The town slowly and gradually evolved into a major trading hub and port, with goods like grain, salt and wool exported via the port. By the 14th century, Bishop's Lynn was among the main ports in Britain and a great deal of trade was done with the Hanseatic League (Germanic and Baltic traders), with the Hanseatic Warehouse constructed for them in fourteen seventy five.

The town of Bishop's Lynn lived through a pair of major calamities during the 14th C, firstly in the shape of a serious fire which demolished much of the town, and the second in the shape of the Black Death, a plague which resulted in the death of over fifty percent of the people of the town in the time period 1348 and 1349. In 1537, at the time of Henry 8th, Bishop's Lynn came under the control of the king as opposed to a bishop and it was consequently recognized as King's Lynn, the year after Henry VIII also closed down the Benedictine Priory during his Dissolution of the Monasteries (1536 to 1541).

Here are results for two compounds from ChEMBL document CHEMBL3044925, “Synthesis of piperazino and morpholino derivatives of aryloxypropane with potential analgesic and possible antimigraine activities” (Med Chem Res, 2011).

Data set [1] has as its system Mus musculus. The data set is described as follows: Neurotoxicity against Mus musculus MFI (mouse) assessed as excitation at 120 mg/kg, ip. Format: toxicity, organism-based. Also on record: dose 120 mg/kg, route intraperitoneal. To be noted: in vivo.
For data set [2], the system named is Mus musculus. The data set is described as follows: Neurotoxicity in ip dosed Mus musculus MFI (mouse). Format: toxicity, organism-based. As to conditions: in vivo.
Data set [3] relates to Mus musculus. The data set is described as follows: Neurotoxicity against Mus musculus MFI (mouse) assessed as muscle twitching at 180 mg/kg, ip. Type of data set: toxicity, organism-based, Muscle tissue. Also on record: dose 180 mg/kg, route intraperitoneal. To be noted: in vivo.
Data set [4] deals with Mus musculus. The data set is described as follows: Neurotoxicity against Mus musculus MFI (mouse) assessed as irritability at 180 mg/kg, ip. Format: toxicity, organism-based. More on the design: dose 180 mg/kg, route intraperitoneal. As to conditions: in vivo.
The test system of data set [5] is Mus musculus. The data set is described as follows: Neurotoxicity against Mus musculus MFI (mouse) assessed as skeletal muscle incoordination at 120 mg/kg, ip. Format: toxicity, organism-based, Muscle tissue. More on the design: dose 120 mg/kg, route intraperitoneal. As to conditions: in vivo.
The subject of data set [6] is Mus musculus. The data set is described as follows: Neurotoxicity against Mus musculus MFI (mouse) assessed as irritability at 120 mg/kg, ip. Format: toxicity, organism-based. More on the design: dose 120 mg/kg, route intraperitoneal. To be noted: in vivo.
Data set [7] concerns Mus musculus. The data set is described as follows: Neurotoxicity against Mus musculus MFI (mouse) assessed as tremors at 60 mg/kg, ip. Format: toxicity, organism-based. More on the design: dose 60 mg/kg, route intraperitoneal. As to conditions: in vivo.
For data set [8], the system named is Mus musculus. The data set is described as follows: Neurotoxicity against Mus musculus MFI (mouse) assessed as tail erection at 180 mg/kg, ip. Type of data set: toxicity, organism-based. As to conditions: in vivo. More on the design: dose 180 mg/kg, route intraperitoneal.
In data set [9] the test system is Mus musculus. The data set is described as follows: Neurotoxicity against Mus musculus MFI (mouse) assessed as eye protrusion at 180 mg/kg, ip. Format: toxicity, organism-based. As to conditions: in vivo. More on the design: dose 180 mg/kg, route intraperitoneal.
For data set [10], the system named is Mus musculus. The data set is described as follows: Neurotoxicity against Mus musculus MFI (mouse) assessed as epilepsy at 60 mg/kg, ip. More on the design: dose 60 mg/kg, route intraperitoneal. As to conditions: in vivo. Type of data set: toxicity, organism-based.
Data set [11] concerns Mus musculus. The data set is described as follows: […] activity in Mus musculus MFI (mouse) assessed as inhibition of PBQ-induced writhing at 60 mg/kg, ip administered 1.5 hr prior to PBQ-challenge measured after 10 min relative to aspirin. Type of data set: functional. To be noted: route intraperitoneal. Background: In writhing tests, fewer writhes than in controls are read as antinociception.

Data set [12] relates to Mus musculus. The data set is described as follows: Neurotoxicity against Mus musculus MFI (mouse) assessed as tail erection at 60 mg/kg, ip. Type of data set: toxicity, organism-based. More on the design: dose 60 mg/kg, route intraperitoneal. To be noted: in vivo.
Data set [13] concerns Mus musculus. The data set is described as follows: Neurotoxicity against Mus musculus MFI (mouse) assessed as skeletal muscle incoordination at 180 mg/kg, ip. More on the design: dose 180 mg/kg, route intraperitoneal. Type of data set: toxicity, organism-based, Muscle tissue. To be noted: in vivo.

At the time of English Civil War (1642-1651), the town of King's Lynn unusually fought on both sides, early on it endorsed parliament, but eventually switched allegiance and was ultimately seized by Parliamentarians after being beseiged for 3 weeks. During the next couple of centuries King's Lynn's prominence as a port faltered in alignment with decline of wool exports, even though it certainly did carry on exporting grain and importing iron, timber and pitch to a lesser degree. The town of King's Lynn besides that impacted by the rise of westerly ports like Bristol and Liverpool, which flourished following the discovery of the Americas.